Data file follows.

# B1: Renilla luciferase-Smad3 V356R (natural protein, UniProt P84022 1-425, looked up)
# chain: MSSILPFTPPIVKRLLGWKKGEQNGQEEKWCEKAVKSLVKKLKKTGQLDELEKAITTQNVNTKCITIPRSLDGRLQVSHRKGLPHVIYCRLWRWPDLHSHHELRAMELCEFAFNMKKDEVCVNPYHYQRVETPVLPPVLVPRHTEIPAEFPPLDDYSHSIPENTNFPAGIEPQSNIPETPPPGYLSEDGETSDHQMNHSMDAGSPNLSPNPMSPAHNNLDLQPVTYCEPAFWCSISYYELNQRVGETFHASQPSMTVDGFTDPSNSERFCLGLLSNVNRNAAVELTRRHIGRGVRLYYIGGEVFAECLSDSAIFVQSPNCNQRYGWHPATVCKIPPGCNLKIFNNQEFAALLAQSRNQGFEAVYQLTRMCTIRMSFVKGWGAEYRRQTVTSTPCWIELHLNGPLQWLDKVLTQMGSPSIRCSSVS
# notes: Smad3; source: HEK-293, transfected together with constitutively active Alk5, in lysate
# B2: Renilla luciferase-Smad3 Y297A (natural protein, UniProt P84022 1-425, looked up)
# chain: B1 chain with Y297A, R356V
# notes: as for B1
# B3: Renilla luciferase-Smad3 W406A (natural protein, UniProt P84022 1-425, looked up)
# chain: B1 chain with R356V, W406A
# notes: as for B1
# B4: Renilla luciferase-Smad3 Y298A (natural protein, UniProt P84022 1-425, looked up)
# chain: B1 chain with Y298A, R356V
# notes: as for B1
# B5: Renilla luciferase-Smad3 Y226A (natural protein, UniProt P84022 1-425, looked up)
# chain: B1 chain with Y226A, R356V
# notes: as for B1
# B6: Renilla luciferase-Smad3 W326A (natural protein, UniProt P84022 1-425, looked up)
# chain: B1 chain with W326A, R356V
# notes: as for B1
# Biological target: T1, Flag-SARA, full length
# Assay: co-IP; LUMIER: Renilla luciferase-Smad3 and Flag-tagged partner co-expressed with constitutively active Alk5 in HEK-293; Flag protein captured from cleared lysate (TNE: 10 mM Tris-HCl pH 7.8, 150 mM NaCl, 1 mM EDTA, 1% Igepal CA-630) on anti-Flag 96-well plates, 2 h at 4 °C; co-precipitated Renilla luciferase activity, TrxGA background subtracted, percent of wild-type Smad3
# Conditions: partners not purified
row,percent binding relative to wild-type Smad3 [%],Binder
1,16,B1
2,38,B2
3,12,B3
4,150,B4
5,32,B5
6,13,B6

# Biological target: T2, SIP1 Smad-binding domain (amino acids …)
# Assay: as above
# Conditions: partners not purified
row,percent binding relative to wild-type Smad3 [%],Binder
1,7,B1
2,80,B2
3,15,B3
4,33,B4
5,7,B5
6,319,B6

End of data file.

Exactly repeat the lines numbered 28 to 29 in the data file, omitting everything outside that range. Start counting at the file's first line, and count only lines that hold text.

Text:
6,13,B6

# Biological target: T2, SIP1 Smad-binding domain (amino acids …)